**Triangular Wave Generator Using Op amp:**

We have seen that, the output of integrator is a Triangular Wave Generator Using Op amp if its input is a square wave. This means that a Triangular Wave Generator Using Op amp can be formed by simply connecting an integrator to the square wave generator as shown in the Fig. 2.85.

Basically, triangular wave is generated by alternatively charging and discharging a capacitor with a constant current. This is achieved by connecting integrator circuit at the output of square wave generator. Assume that V’ is high at +V_{sat}. This forces a constant current (+V_{sat}/R_{3}) through C (left to right) to drive V_{o} negative linearly. When V’ is low at -V_{sat}, it forces a constant current (-V_{sat}**/**R_{3}) through C (right to left) to drive V_{o} positive, linearly. The frequency of the triangular wave is same as that of** **square wave. This is illustrated in** **Fig. 2.86. Although the amplitude of the square wave is constant (± V_{sat}), the amplitude of the triangular wave decreases with an increase in its frequency, and vice versa. This is because the reactance of capacitor decreases at high frequencies and increases at low frequencies.

In practical circuits, resistance R_{4} is connected across C to avoid the saturation problem at low frequencies as in the case of practical integrator as shown in the Fig. 2.87.

To obtain stable triangular wave at the output, it is necessary to have 5R_{3} C_{2} > T/2, where T is the period of the square wave input.

Another triangular wave generator, which requires fewer components, is shown in the Fig. 2.88.

It consists of a comparator (A) and an integrator (B). The output of comparator A is a square wave of amplitude ± V_{sat} and is applied to the inverting (-) input terminal of the integrator B. The output of integrator is a triangular wave and it is feedback as input to the comparator A through a voltage divider R_{2 }R_{3}.

To understand circuit operation, assume that the output of comparator A is at + V_{sat} . This forces a constant current (+ V_{sat}/R_{1}) through C to give a negative going ramp at the output of the integrator, as shown in the Fig. 2.88. Therefore, one end of voltage divider is at a voltage +V_{sat} and the other at the negative going ramp. When the negative going ramp reaches a certain value -V_{ramp}, the effective voltage at point p becomes slightly below 0V.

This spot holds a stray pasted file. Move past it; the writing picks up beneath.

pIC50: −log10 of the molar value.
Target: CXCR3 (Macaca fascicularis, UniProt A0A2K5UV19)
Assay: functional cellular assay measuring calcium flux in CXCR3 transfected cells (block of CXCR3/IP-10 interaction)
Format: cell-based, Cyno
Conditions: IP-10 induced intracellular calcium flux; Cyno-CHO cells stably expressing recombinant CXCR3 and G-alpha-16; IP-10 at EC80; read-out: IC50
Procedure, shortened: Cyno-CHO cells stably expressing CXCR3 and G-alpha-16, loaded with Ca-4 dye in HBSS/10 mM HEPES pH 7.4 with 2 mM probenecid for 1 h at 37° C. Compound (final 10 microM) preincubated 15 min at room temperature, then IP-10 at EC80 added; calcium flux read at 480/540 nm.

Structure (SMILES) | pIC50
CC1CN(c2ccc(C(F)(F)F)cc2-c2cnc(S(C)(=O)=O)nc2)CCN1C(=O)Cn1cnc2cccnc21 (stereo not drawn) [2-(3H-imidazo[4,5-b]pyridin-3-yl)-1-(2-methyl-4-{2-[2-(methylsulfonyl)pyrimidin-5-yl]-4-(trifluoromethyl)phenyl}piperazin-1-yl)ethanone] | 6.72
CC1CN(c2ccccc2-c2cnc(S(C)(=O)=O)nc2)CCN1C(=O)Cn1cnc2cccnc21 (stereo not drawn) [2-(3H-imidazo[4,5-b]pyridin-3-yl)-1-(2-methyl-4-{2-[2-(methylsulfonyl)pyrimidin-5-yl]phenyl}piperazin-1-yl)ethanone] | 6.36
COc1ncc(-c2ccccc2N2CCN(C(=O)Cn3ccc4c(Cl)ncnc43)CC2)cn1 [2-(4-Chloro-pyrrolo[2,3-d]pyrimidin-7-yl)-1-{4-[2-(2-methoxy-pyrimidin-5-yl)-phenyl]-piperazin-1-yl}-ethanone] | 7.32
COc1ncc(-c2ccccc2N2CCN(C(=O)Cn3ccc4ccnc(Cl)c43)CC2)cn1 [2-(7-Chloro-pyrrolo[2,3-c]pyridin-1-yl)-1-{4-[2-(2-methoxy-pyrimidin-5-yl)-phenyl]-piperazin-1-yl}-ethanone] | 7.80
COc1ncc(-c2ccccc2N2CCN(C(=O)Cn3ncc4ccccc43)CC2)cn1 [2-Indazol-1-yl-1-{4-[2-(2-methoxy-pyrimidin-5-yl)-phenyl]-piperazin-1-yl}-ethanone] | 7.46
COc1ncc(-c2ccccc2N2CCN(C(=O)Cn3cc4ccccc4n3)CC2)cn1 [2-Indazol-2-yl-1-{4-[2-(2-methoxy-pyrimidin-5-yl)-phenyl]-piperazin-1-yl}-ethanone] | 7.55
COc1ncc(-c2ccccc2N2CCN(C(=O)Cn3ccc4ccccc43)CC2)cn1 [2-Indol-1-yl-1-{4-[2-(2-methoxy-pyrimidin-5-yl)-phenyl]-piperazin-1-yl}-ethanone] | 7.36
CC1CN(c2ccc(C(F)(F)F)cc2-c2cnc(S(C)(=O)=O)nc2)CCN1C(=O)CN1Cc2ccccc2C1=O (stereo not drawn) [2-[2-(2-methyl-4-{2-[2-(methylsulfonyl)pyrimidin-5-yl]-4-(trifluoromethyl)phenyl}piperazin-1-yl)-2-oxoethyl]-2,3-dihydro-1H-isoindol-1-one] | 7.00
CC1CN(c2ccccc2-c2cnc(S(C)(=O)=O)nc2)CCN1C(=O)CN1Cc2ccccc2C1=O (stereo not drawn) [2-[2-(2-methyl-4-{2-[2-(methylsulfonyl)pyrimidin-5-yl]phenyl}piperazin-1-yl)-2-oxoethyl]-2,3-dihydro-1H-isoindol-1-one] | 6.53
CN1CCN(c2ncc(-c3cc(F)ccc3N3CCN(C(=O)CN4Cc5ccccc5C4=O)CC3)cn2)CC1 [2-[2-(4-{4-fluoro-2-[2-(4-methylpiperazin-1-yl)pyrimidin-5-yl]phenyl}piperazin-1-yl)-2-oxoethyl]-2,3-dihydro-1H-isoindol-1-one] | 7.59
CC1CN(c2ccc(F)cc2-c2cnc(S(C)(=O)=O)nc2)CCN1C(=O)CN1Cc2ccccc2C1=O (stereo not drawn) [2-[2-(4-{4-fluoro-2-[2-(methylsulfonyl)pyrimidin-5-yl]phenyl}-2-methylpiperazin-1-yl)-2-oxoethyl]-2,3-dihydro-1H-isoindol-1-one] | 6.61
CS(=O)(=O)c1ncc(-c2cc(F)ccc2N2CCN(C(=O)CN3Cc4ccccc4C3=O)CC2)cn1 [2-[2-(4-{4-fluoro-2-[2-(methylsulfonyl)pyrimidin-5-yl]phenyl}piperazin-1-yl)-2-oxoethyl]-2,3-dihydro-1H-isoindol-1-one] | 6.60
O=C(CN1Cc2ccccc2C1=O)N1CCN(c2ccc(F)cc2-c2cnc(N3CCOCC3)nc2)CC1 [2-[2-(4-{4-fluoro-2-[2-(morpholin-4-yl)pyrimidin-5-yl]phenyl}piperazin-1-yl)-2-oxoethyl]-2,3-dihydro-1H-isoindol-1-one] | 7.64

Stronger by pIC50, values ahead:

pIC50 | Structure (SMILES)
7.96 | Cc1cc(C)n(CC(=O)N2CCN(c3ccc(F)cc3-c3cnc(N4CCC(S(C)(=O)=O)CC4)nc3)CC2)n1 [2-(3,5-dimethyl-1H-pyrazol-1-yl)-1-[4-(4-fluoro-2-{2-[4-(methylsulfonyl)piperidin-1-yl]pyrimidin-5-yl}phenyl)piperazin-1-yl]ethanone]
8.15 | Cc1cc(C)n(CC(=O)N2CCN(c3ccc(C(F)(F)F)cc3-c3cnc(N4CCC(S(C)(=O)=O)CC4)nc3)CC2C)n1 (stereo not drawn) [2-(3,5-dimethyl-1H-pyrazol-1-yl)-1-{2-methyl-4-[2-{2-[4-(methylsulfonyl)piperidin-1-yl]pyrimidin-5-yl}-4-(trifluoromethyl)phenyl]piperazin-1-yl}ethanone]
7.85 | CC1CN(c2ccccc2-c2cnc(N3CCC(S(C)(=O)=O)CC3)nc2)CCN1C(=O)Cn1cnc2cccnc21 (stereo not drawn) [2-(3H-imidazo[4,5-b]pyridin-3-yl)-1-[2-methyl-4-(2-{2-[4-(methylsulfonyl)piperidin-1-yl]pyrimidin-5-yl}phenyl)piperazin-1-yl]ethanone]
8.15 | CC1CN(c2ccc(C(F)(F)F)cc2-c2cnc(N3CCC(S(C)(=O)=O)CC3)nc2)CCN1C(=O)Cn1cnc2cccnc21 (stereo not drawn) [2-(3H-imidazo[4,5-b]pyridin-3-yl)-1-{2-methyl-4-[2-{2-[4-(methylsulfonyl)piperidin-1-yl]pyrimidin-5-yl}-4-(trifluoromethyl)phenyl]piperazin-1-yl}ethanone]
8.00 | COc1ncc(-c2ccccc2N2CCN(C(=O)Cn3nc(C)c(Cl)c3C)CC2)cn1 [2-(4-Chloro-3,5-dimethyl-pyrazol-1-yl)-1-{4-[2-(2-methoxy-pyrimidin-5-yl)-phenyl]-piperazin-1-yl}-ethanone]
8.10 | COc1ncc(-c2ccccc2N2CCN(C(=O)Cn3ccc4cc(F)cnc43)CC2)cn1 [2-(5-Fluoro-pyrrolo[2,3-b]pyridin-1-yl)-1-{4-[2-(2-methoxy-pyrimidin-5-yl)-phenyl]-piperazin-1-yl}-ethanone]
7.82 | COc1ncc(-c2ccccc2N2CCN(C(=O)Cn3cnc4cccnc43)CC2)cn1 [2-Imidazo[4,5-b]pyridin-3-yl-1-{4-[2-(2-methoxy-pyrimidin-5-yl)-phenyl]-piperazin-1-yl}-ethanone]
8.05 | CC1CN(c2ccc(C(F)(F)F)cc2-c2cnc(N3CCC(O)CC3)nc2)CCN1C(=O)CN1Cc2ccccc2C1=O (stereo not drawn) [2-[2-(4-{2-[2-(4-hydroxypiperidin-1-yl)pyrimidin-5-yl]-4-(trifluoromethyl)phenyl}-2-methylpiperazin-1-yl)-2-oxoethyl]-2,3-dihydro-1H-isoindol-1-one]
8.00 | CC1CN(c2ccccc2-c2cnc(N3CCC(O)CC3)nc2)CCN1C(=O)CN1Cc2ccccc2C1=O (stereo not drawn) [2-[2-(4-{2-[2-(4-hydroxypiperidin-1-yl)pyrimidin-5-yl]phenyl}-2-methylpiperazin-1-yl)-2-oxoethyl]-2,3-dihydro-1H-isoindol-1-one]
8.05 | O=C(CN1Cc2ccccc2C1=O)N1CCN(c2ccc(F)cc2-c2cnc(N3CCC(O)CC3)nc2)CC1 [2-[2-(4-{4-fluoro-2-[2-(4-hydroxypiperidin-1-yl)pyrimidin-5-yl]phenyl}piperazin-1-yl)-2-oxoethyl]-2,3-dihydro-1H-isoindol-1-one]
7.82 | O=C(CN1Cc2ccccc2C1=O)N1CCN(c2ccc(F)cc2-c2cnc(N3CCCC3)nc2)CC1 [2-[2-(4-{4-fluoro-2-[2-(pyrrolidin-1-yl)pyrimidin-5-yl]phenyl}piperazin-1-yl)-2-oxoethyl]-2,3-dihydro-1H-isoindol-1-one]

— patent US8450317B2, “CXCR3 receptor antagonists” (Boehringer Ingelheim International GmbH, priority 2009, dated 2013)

As a result, the output of comparator A switches from positive saturation to negative saturation (-V_{sat}). This forces a reverse constant current (right to left) through C to give a positive going ramp at the output of the integrator, as shown in the Fig. 2.89. When positive going ramp reaches + V_{ramp}, the effective voltage at point p becomes slightly above 0V. As a result, the output of comparator A switches from negative saturation to positive saturation (+V_{sat}). The sequence then repeats to give triangular wave at the output of integrator B.

**Amplitude and Frequency Calculations:**

The frequency and amplitude of the Triangular Wave Generator Using Op amp wave can be determined as follows :

When comparator output is at +V_{sat}, the effective voltage at point P is given by

When effective voltage at P becomes equal to zero, we can write above equation as,

Similarly, when comparator output is at -V_{sat ,}we can write,

The peak to peak amplitude of the triangular wave can be given as

If | +V_{sat}| = |-V_{sat}| then, we can write

The time taken by the output to swing from – V_{ramp} to + V_{ramp} (or from + V_{ramp} to – V_{ramp}) is equal to half the time period T/2. Refer Fig. 2.89. This time can be calculated from the integrator output equation as follows :

Substituting value of V_{o(pp)}** **we get,

Therefore, the frequency of oscillation can be given as,